Information on Nipplewort

Common Name: Nipplewort
Scientific Name: Lapsana communis
Irish Name: Duilleog Bhríde
Family Group: Asteraceae
Distribution: View Map (Courtesy of the BSBI)
Flowering Period

Click for list of all flowering by month
Nipplewort is not easily confused with other wild plants on this web site.

Found growing throughout Europe and classed as a garden weed by many, this little wildflower, so easily overlooked, is quite pretty when examined closely.  It's of medium height, has spindly, wiry stems and very small 10-20mm dandelion-like flowers which open in sunshine only, from May to October.  The flowers are borne in loose panicles.  The upper leaves, which are edible, are lanceolate and toothed, while the lower leaves are more oval-shaped.  This plant produces large amounts of hairless achenes.  It is a native plant and belongs to the family Asteraceae.  

I first identified this little plant in my own garden in Dalkey, Co Dublin in 1970 and photographed it in Gibletstown, Co Wexford in 2005.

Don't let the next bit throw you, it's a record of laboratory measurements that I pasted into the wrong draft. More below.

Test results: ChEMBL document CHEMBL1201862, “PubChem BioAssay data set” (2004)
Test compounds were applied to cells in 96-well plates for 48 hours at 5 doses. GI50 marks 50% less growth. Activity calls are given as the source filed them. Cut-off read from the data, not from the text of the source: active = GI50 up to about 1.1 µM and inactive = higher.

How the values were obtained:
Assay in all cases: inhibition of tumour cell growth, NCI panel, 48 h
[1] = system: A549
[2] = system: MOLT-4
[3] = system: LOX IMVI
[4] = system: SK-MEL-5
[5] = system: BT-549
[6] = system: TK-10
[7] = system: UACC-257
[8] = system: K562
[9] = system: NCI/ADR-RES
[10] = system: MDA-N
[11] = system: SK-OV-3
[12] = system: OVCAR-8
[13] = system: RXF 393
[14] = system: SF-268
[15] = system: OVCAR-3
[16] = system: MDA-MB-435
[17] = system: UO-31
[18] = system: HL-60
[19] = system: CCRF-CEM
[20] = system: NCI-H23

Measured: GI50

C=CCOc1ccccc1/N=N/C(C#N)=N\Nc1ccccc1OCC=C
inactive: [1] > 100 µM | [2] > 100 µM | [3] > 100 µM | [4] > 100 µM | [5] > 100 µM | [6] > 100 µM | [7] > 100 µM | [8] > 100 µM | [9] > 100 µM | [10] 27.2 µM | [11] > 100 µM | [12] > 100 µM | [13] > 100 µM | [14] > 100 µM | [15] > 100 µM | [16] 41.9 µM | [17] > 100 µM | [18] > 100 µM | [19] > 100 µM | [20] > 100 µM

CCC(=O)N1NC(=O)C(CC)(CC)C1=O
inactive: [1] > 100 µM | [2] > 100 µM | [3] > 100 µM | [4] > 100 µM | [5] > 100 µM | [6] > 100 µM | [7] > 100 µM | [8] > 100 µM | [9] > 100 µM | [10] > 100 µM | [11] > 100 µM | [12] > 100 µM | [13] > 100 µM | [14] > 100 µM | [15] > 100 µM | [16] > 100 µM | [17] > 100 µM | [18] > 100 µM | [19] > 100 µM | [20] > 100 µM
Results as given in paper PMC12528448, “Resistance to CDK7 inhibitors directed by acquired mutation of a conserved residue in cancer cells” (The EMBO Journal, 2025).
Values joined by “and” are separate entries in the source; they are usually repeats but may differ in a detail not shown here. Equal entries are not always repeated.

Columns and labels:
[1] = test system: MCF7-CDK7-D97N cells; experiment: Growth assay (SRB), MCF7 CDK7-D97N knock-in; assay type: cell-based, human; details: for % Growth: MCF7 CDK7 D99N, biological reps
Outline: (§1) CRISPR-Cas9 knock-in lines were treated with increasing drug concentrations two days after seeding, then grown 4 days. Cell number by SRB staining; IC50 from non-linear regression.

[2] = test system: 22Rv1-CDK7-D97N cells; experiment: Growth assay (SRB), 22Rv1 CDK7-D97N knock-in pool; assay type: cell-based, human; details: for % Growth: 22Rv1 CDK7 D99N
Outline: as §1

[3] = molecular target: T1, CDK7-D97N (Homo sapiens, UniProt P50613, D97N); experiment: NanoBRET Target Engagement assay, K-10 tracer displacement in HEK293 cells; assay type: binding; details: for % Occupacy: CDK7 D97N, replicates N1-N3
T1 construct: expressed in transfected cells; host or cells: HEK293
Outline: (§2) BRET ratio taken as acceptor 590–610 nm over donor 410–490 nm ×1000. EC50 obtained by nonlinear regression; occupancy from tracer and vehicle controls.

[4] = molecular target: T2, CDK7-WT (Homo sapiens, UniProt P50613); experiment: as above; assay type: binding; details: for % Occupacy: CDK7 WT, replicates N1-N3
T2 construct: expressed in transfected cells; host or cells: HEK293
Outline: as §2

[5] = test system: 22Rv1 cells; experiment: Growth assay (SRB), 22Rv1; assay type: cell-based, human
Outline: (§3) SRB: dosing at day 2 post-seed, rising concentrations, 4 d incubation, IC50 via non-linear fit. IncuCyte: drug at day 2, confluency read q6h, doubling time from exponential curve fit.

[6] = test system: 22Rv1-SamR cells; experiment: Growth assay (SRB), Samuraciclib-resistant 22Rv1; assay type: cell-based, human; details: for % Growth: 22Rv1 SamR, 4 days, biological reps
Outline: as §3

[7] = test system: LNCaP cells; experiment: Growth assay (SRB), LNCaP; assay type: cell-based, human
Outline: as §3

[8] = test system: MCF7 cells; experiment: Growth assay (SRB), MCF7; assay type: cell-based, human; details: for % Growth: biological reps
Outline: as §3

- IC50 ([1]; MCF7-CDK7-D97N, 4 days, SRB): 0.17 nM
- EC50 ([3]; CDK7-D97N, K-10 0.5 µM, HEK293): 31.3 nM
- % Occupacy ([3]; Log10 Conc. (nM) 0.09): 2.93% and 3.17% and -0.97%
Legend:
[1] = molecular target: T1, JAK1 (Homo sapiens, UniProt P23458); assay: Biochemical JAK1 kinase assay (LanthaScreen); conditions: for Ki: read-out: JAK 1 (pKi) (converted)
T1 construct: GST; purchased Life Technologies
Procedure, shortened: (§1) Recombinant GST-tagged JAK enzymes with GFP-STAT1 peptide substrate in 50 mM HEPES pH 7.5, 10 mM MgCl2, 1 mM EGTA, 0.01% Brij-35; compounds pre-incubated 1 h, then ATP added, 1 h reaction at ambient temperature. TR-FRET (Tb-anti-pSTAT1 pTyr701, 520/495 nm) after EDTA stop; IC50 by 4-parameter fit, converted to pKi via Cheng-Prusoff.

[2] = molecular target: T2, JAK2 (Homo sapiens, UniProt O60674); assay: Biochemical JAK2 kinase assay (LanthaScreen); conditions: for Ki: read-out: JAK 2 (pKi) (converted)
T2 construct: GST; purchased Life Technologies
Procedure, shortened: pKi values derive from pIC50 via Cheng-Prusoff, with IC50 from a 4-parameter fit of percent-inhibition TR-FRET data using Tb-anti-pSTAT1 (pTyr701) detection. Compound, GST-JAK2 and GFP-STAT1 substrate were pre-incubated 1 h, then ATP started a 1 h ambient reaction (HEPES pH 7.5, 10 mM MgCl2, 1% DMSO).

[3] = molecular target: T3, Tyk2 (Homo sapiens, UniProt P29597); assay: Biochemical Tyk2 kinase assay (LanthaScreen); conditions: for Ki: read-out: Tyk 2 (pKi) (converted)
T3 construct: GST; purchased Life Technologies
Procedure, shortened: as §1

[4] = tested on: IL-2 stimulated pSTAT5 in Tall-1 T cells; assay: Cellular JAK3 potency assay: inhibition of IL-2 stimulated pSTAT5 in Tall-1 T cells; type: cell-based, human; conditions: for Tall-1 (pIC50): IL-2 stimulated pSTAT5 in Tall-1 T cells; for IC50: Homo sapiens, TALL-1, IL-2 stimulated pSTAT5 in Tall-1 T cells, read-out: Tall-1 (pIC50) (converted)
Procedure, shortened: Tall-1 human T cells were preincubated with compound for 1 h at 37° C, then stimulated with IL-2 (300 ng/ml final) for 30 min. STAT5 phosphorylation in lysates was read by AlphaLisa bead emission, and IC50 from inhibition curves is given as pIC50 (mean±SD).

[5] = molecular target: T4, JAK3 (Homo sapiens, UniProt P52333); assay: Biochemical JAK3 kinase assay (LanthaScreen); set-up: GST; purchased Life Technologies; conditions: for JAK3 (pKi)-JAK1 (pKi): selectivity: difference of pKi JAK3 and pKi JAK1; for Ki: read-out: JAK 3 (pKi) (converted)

If you are satisfied you have correctly identified this plant, please submit your sighting to the National Biodiversity Data Centre

The flower buds of Nipplewort were thought to resemble nipples.  It was therefore expected that its use would help to heal sore nipples.  This theory was known as 'The Doctrine of Signatures'.

Briefly, 'The Doctrine of Signatures' came into medicine in the sixteenth century and held that God marked everything he created with some form of sign which would help to direct healers towards finding their cures for ailments.  So, when one looked at this plant, one saw nipples and applied the doctrine.  Many plants which have 'wort' as part of their name would have acquired the name as a result of this doctrine, plants such as Liverwort, Bladderwort, Lungwort would fall into this category. The word 'wort' comes from the Old English 'wyrt' for root or herb.